That makes the proposal kind of a mere lip service. You know, like there is a law saying that marital rape is bad and, therefore, puunishable BUT for the victim to actually benefit from the law, she has to go through a lot of legal processes which, in effect, practically negates the usefulness of the law.
Shia Family Law is not the only one regulates sexual relations within marriage. In a way, I hesitate to include Judaism law here because it does not mandate that a woman must have sex with her husband when he wants it, and therefore is not permitting marital rape in any way, but like many obscure laws on the books governing sexual relations, traditional Ketubah (Jewish marriage contract) requirements spell out a wife's right to sexual pleasure. Naomi at Kosher Sex explains:
Sex is the woman's right, not the man's. A man has a duty to give his wife sex regularly and to ensure that sex is pleasurable for her. He is also obligated to watch for signs that his wife wants sex, and to offer it to her without her asking for it. The woman's right to sexual intercourse is referred to as onah, and it is one of a wife's three basic rights (the others are food and clothing), which a husband may not reduce. The Talmud specifies both the quantity and quality of sex that a man must give his wife. It specifies the frequency of sexual obligation based on the husband's occupation, although this obligation can be modified in the ketubah (marriage contract). A man may not take a vow to abstain from sex for an extended period of time, and may not take a journey for an extended period of time, because that would deprive his wife of sexual relations. In addition, a husband's consistent refusal to engage in sexual relations is grounds for compelling a man to divorce his wife, even if the couple has already fulfilled the halakhic obligation to procreate.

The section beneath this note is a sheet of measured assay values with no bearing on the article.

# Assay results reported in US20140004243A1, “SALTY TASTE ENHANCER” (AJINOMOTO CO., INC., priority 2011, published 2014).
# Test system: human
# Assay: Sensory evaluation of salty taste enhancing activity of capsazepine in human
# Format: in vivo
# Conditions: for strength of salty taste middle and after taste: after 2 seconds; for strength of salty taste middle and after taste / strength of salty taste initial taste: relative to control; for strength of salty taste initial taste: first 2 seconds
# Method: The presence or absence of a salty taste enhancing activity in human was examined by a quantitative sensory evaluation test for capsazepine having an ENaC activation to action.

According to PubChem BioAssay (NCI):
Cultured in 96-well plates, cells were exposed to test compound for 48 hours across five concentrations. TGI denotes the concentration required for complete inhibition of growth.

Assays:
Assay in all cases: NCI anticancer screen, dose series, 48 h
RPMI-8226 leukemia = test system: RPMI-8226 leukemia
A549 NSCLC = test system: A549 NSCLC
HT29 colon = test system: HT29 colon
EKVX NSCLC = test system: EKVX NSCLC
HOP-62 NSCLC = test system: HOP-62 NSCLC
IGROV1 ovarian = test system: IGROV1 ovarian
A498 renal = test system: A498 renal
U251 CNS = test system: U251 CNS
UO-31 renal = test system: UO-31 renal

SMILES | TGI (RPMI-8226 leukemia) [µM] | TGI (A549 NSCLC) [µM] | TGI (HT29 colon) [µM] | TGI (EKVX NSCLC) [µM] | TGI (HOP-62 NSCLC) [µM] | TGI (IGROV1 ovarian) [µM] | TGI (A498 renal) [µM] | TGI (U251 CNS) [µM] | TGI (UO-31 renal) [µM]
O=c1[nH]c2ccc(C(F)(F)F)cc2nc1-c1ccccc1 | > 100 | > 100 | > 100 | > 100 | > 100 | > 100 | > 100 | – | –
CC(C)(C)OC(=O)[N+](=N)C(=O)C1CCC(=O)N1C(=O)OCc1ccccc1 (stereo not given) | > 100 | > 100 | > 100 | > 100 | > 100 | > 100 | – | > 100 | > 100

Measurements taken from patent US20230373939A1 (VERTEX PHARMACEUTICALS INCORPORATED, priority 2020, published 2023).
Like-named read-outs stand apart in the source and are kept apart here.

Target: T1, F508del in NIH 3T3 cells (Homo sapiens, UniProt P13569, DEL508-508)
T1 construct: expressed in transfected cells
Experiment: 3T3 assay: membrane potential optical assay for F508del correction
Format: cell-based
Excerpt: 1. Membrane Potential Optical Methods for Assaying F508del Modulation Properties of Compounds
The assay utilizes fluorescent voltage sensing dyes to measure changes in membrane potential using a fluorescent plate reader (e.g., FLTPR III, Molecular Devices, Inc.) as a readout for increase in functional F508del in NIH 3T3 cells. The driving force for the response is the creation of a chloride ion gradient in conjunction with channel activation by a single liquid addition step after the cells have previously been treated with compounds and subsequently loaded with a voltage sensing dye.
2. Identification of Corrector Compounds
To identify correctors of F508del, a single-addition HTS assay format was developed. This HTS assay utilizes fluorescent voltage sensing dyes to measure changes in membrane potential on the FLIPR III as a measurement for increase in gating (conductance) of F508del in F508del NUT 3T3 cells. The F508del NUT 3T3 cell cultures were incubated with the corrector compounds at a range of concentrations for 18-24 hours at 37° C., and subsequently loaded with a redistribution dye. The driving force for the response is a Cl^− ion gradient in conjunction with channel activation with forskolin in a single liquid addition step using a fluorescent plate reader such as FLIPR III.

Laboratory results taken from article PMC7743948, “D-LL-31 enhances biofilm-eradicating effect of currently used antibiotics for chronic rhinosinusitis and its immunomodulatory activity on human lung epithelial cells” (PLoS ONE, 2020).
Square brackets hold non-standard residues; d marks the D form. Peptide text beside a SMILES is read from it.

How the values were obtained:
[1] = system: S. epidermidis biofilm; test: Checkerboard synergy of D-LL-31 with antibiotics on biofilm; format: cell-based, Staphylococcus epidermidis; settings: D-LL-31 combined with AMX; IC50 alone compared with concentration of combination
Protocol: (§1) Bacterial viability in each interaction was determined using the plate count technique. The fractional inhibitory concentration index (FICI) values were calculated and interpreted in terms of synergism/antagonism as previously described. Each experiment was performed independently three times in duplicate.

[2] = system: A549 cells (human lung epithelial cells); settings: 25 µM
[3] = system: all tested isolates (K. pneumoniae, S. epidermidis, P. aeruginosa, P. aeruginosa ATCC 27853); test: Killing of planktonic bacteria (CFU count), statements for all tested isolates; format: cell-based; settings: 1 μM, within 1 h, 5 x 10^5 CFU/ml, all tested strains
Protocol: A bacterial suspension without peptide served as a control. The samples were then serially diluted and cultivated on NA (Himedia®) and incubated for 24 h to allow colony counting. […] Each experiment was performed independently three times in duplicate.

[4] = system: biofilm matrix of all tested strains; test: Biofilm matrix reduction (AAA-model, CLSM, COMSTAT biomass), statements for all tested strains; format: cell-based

Although sex is the woman's right, she does not have absolute discretion to withhold it from her husband. A woman may not withhold sex from her husband as a form of punishment, and if she does, the husband may divorce her without paying the substantial divorce settlement provided for in the ketubah.
Interesting, isn't it? My Ketubah says that my husband and I will honor and cherish each other and respect other people, but now that I examine it more closely, it does say that we will "establish a home committed to our Jewish heritage," which if I link back to the Orthodox Ketubah, means my husband has violated my rights since he always travels for work. But I digress...
Back to the topic of how Westerners do not take marital rape as seriously as "other" rape, I want to end with a link to Partner Rape is Real Rape by Louise McOrmond-Plummer. Given her subject, which is to serve as a resource for survivors of partner rape, she has a disclaimer:
Be respectful - posts are on moderation because this isn't a place for silly accusations about "male-bashing", for stats pulled out of your hat about the "hundreds" of women who lie about rape because they don't want their partners to get custody of children, or how relationships imply unlimited consent. You may also share thoughts about partner rape against men, but please, no "feminists don't give a toss" diatribe. If this seems defensive, it's because I've seen it all before and don't want to provide yet another space for it.
Have a nice day/evening :)
While the new law in Afghanistan is abhorrent and should be criticized, it is also important to look at our own cultural attitudes and laws, and work toward implementing positive change at home as well as abroad.
Suzanne also blogs at Campaign for Unshaved Snatch (CUSS) & Other Rants.